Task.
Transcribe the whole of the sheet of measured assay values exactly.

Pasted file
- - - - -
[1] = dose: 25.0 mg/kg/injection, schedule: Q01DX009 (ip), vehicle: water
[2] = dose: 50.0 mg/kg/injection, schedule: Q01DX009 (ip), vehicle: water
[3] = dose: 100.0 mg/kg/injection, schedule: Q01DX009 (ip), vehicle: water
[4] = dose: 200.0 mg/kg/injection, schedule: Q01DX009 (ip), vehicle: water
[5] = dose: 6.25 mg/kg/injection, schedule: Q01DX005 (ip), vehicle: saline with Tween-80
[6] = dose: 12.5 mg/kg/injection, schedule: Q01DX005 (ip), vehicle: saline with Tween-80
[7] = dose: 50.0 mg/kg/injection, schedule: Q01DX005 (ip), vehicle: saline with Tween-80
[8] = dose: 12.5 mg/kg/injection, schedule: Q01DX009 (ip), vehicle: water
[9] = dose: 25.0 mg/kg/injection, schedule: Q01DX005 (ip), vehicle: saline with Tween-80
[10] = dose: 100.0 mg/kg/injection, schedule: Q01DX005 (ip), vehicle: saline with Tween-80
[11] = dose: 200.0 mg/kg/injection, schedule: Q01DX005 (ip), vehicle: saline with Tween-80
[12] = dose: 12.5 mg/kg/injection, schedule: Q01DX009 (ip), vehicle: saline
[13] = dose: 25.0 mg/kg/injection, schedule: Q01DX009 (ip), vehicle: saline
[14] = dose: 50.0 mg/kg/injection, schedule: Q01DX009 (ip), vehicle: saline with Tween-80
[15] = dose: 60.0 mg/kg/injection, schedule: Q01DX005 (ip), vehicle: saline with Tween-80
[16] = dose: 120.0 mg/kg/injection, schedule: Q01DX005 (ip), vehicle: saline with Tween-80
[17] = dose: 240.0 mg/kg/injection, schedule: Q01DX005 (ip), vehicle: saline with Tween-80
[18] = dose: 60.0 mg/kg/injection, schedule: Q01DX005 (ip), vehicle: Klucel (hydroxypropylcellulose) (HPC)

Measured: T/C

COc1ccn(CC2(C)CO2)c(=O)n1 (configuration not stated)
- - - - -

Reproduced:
[1] = dose: 25.0 mg/kg/injection, schedule: Q01DX009 (ip), vehicle: water
[2] = dose: 50.0 mg/kg/injection, schedule: Q01DX009 (ip), vehicle: water
[3] = dose: 100.0 mg/kg/injection, schedule: Q01DX009 (ip), vehicle: water
[4] = dose: 200.0 mg/kg/injection, schedule: Q01DX009 (ip), vehicle: water
[5] = dose: 6.25 mg/kg/injection, schedule: Q01DX005 (ip), vehicle: saline with Tween-80
[6] = dose: 12.5 mg/kg/injection, schedule: Q01DX005 (ip), vehicle: saline with Tween-80
[7] = dose: 50.0 mg/kg/injection, schedule: Q01DX005 (ip), vehicle: saline with Tween-80
[8] = dose: 12.5 mg/kg/injection, schedule: Q01DX009 (ip), vehicle: water
[9] = dose: 25.0 mg/kg/injection, schedule: Q01DX005 (ip), vehicle: saline with Tween-80
[10] = dose: 100.0 mg/kg/injection, schedule: Q01DX005 (ip), vehicle: saline with Tween-80
[11] = dose: 200.0 mg/kg/injection, schedule: Q01DX005 (ip), vehicle: saline with Tween-80
[12] = dose: 12.5 mg/kg/injection, schedule: Q01DX009 (ip), vehicle: saline
[13] = dose: 25.0 mg/kg/injection, schedule: Q01DX009 (ip), vehicle: saline
[14] = dose: 50.0 mg/kg/injection, schedule: Q01DX009 (ip), vehicle: saline with Tween-80
[15] = dose: 60.0 mg/kg/injection, schedule: Q01DX005 (ip), vehicle: saline with Tween-80
[16] = dose: 120.0 mg/kg/injection, schedule: Q01DX005 (ip), vehicle: saline with Tween-80
[17] = dose: 240.0 mg/kg/injection, schedule: Q01DX005 (ip), vehicle: saline with Tween-80
[18] = dose: 60.0 mg/kg/injection, schedule: Q01DX005 (ip), vehicle: Klucel (hydroxypropylcellulose) (HPC)

Measured: T/C

COc1ccn(CC2(C)CO2)c(=O)n1 (configuration not stated)